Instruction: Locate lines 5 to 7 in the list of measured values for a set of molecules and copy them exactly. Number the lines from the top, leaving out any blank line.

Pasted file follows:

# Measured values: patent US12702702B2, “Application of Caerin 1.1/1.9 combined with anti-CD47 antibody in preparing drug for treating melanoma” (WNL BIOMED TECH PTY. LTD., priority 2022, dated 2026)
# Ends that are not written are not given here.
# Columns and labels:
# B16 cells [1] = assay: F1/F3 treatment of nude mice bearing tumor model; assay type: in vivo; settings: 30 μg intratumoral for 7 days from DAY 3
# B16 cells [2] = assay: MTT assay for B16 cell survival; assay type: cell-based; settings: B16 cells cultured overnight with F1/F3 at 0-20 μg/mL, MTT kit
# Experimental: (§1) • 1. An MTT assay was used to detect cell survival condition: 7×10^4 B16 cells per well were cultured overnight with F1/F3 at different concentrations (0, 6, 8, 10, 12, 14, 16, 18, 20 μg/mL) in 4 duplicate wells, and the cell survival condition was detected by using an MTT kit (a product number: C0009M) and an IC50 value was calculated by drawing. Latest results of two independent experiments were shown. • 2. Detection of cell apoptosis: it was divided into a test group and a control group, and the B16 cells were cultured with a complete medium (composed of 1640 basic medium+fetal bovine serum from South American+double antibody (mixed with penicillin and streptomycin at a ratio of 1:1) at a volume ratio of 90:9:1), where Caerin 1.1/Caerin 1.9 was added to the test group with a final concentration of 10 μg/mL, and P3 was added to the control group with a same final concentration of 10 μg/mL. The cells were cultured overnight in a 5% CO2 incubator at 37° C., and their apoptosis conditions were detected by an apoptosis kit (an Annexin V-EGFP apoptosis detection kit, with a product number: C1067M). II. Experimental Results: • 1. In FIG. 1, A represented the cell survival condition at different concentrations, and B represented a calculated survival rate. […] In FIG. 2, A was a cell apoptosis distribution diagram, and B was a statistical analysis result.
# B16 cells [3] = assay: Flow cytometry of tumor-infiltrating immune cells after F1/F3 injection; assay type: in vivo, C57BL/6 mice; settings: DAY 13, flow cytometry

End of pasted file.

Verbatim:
# B16 cells [2] = assay: MTT assay for B16 cell survival; assay type: cell-based; settings: B16 cells cultured overnight with F1/F3 at 0-20 μg/mL, MTT kit
# Experimental: (§1) • 1. An MTT assay was used to detect cell survival condition: 7×10^4 B16 cells per well were cultured overnight with F1/F3 at different concentrations (0, 6, 8, 10, 12, 14, 16, 18, 20 μg/mL) in 4 duplicate wells, and the cell survival condition was detected by using an MTT kit (a product number: C0009M) and an IC50 value was calculated by drawing. Latest results of two independent experiments were shown. • 2. Detection of cell apoptosis: it was divided into a test group and a control group, and the B16 cells were cultured with a complete medium (composed of 1640 basic medium+fetal bovine serum from South American+double antibody (mixed with penicillin and streptomycin at a ratio of 1:1) at a volume ratio of 90:9:1), where Caerin 1.1/Caerin 1.9 was added to the test group with a final concentration of 10 μg/mL, and P3 was added to the control group with a same final concentration of 10 μg/mL. The cells were cultured overnight in a 5% CO2 incubator at 37° C., and their apoptosis conditions were detected by an apoptosis kit (an Annexin V-EGFP apoptosis detection kit, with a product number: C1067M). II. Experimental Results: • 1. In FIG. 1, A represented the cell survival condition at different concentrations, and B represented a calculated survival rate. […] In FIG. 2, A was a cell apoptosis distribution diagram, and B was a statistical analysis result.
# B16 cells [3] = assay: Flow cytometry of tumor-infiltrating immune cells after F1/F3 injection; assay type: in vivo, C57BL/6 mice; settings: DAY 13, flow cytometry